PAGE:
That determination is fuelled in part by fear. Seven journalists are now in prison in India and many more have been subject to targeted harassment; eight journalists at the Wire website were charged with sedition in 2021 for reporting that the family of a protester, killed at an anti-government rally, believed he was shot by police. Other news organisations have been subject to blackouts, while some have been raided by police, including the BBC offices in Delhi and Mumbai, which appear to have been singled out after the corporation produced a two-part investigation into Modi’s alleged history in sectarian violence. India – the world’s most populous nation – has been consequently sliding down the UN’s human rights tables; among the top 10 nations that jails writers and journalists, it is the only “nominally democratic” one, according to PEN, the international charity that supports freedom of expression.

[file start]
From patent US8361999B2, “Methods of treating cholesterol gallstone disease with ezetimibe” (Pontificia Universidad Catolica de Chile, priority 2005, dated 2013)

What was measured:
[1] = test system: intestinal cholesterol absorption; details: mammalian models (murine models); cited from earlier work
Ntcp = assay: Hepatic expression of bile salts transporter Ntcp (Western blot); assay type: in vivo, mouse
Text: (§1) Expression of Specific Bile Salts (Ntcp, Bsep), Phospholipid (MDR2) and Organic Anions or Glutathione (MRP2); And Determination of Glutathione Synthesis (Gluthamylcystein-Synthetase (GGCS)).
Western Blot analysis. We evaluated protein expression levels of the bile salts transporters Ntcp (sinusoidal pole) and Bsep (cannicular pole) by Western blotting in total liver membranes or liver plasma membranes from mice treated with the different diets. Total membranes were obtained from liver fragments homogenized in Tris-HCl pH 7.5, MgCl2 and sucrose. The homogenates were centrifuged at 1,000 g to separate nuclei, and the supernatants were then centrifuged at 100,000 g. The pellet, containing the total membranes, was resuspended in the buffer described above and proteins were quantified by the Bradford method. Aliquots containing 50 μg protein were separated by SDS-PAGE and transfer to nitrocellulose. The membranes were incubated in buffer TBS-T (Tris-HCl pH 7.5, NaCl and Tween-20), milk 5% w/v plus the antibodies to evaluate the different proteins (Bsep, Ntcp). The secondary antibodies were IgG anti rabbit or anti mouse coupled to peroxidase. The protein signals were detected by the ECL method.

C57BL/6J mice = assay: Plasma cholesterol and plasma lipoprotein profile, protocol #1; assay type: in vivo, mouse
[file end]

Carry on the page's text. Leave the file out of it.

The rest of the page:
Shukla’s film examines the effect that the wider climate had on Kumar’s mental health. “I’m a very fearful person,” he insists, in the face of plenty of evidence to the contrary. “I had this strong feeling that I should not do anything immoral, but I wasn’t ready to handle that mental process. It destroyed me. When they launched [the continuous] attacks on me on social media, I could not handle it. I was very terrified, petrified. NDTV understood I needed security – but I also needed counselling. I stopped sleeping. I was awake all the time assessing the threat to my life and my family.”
In addition to the constant wave of texts and calls from people promising to cut his throat, Kumar was pushed around in the street while working. On one occasion he was chased down the road by men with clubs and iron bars, only just making it to his car. The family – his wife is an academic and they have two teenage daughters – stopped going out together; on the rare occasions they did, he would walk on the other side of the street so they would not all be subjected to any attack.